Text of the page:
About the time John Stockton was hitting his blindfolded, behind-the-back, twisting, turning, spinning, no-way jump shot to beat the third quarter buzzer by a thousandth of a second and give the Jazz an 81-69 lead that should have been 78-69, a fan in the expensive seats pulled out a cardboard poster he had heretofore seen fit not to make public.


Such has the series turned as the Jazz and the Los Angeles Lakers decide who moves on to the Western Conference finals. Forget that another 7-game series to decide the conference title would come next, followed by a Championship Series versus the Eastern Conference winner. Forget that there's yet another game Sunday. The Lakers are the defending world champions, and if they can fade like yesterday's news in the Salt Palace - by a 96-89 count last night - make way for fantasies and other notions.

The Jazz own this town. Till Sunday anyway. As memorable nights in the Salt Palace go, last night topped every previous basketball night and/or rock band performance. Combined. At times it was difficult to tell the difference.

"The Salt Palace will be rockin'," Jazz forward Karl Malone had predicted when the series shifted from Los Angeles. He was right. There hadn't been a tougher ticket on West Temple since, well, since never, and certainly not as much noise. Everybody wanted to be seen and heard. This included several Los Angeles Lakers fans who normally don't get excited about traveling until Boston enters the itinerary.

But this was a rare thing - a 1-1 series in the early rounds - and for last night's game a number of the $100 courtside seats were filled by Lakers fans. Fifteen of the seats had been purchased by Jack Nicholson, the quintessential, actor-type, shades-wearing, Laker fan who didn't himself make an appearance but presumably sent his emissaries.

"The thing about the L. A. people," said Jazz president Dave Checketts, "is they called and asked for seats and complained that the prices were too low. The $100 seats were the best we could do for them, the ones we usually save for when Robert Redford calls. They grabbed all they could."

Still, they were handily outnumbered by Jazz fans, who wore dark glasses that had been handed to them before the game by Jazz management. The Jazz distributed the shades to courtside customers in an effort to make the Lakers and their fans feel cool and right at home.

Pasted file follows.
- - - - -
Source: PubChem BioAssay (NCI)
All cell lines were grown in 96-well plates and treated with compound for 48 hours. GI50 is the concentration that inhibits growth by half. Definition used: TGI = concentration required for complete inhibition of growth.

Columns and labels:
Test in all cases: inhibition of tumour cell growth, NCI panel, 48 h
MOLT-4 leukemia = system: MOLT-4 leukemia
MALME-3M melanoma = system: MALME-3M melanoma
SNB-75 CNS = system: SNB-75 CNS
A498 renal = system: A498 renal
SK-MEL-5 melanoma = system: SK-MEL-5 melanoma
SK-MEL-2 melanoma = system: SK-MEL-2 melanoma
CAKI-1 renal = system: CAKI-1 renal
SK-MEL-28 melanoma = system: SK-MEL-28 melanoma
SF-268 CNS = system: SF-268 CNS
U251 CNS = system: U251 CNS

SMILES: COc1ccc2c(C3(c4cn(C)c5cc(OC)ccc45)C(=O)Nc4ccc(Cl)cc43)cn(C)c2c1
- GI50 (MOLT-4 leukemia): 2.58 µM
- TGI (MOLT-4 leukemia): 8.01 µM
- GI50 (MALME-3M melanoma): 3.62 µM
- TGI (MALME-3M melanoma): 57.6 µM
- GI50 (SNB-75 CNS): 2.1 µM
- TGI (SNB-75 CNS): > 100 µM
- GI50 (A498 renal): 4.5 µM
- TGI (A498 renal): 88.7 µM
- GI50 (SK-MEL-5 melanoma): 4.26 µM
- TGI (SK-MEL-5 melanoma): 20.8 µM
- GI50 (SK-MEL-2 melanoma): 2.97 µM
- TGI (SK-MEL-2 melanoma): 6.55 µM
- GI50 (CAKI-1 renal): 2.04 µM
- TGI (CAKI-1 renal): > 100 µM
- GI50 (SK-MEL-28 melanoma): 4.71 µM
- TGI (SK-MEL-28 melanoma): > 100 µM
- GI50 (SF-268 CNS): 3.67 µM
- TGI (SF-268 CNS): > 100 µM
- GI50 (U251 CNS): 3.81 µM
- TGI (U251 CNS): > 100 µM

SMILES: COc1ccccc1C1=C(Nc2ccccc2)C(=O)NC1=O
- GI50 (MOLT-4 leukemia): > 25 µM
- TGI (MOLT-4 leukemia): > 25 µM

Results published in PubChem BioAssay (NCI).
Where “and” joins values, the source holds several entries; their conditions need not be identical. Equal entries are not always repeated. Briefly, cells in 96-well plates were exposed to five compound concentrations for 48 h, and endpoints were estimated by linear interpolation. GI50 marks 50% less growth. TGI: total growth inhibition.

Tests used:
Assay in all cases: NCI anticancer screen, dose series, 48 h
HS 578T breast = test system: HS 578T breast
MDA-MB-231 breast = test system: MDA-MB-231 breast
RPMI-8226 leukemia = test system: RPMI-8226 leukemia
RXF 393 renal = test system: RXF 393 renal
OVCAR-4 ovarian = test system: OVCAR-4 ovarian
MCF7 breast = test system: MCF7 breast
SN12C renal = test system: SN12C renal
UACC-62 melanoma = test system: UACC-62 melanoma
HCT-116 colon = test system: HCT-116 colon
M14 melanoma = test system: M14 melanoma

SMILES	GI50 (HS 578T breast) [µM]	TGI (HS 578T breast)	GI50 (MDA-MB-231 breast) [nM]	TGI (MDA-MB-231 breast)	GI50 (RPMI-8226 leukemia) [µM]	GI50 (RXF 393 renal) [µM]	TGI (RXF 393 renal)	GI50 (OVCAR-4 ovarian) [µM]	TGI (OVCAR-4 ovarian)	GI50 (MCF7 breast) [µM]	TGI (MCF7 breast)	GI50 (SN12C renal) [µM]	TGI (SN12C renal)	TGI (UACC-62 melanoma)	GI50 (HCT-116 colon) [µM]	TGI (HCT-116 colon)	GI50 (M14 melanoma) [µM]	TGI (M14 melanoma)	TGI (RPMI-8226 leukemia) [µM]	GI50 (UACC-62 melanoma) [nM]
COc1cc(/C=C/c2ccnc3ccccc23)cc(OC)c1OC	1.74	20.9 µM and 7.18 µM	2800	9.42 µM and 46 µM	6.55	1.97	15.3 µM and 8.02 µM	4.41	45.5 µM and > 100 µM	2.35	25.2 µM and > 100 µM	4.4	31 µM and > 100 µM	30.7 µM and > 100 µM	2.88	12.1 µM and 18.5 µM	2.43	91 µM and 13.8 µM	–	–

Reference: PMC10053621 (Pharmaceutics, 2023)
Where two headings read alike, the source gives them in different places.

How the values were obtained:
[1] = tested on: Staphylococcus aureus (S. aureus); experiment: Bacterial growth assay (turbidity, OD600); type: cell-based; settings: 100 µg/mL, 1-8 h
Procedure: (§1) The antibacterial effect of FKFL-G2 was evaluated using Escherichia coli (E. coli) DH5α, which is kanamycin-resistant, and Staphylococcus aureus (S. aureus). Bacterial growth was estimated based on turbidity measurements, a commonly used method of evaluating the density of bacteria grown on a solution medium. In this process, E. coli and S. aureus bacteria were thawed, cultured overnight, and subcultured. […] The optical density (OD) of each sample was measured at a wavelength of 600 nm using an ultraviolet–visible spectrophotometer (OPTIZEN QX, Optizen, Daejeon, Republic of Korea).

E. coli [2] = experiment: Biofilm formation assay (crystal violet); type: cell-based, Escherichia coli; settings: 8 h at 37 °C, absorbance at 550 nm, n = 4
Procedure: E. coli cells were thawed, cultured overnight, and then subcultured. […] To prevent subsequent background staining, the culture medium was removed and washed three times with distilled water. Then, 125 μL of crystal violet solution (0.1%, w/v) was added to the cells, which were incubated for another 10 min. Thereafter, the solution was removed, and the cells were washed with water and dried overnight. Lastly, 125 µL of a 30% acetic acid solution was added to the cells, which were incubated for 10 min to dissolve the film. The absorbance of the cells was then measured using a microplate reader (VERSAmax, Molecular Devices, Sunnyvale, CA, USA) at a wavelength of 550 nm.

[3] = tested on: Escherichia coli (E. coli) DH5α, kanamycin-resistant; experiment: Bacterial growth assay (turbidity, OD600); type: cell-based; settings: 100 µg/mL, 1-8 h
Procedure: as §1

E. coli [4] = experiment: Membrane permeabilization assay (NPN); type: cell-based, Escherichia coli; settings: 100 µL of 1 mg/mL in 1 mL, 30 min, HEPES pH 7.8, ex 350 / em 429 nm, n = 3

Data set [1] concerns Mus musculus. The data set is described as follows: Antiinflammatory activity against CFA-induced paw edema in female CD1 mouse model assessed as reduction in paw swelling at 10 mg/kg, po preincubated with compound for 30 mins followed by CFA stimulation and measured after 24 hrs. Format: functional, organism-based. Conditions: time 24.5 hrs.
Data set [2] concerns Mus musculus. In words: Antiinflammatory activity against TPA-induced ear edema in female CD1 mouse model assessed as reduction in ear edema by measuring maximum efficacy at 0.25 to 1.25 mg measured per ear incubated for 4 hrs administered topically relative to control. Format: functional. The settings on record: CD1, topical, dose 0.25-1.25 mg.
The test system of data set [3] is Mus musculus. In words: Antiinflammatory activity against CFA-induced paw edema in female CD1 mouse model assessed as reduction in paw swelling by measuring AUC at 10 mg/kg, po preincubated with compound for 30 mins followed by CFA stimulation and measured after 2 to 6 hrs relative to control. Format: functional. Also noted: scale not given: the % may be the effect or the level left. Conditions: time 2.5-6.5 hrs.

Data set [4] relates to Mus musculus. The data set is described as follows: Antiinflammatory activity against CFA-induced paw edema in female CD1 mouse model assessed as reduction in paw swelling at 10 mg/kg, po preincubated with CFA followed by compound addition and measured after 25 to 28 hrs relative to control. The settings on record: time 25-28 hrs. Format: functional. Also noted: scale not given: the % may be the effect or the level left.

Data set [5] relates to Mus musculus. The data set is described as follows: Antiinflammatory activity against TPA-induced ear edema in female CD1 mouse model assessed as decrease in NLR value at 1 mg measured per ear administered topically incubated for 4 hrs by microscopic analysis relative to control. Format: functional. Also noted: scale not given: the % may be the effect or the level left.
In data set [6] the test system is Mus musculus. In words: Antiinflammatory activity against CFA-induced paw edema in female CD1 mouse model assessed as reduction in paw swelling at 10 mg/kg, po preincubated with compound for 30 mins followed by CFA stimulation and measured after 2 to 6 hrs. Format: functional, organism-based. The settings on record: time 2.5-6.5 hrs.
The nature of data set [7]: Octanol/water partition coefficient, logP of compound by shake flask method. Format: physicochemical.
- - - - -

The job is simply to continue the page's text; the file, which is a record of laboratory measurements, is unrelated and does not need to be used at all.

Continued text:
The homemade sign hung conspicuously directly across from the Laker bench didn't have the same intent, however.

"If Superstition Doesn't Get Ya, The Altitude Will," said the sign, referring, respectively, to Friday the 13th and 4,500 feet above sea level.

There was also a lazer show - a good fireproof way to dazzle a crowd for a thousand bucks - and if the mood wasn't hardrock before the lazers helped introduce the Jazz players, it was afterward. Ear doctors were passing out their cards.

If the Jazz have had their troubles in the past, this was a payback. People were wearing purple, gold and green warpaint. They stood most of the game, waving purple, gold and green placards. At the end of a 31-23 first quarter they were warmed up and the double question was how long could the Jazz keep out-scoring the defending world champions - since last Sunday it was now seven straight quarters - and how long can vocal chords last?

By the stretch run of the fourth quarter, when the P. A. system went momentarily down and when the Jazz went over four minutes without a basket to let the Lakers creep back within four points, the double answer appeared to be "not long enough."

Nobody was wearing shades anymore. It wasn't cool to be cool.

Then the microphone came back to life and Malone and John Stockton and Mark Eaton went back to work, doing improbable things mostly when they were off-balance, and it was all over but the shouting and the placard waving and the lining up at the ticket office for playoff tickets to future series.

Better to be safe than sorry. In this business there's only one true axiom: You're only as great as your last win.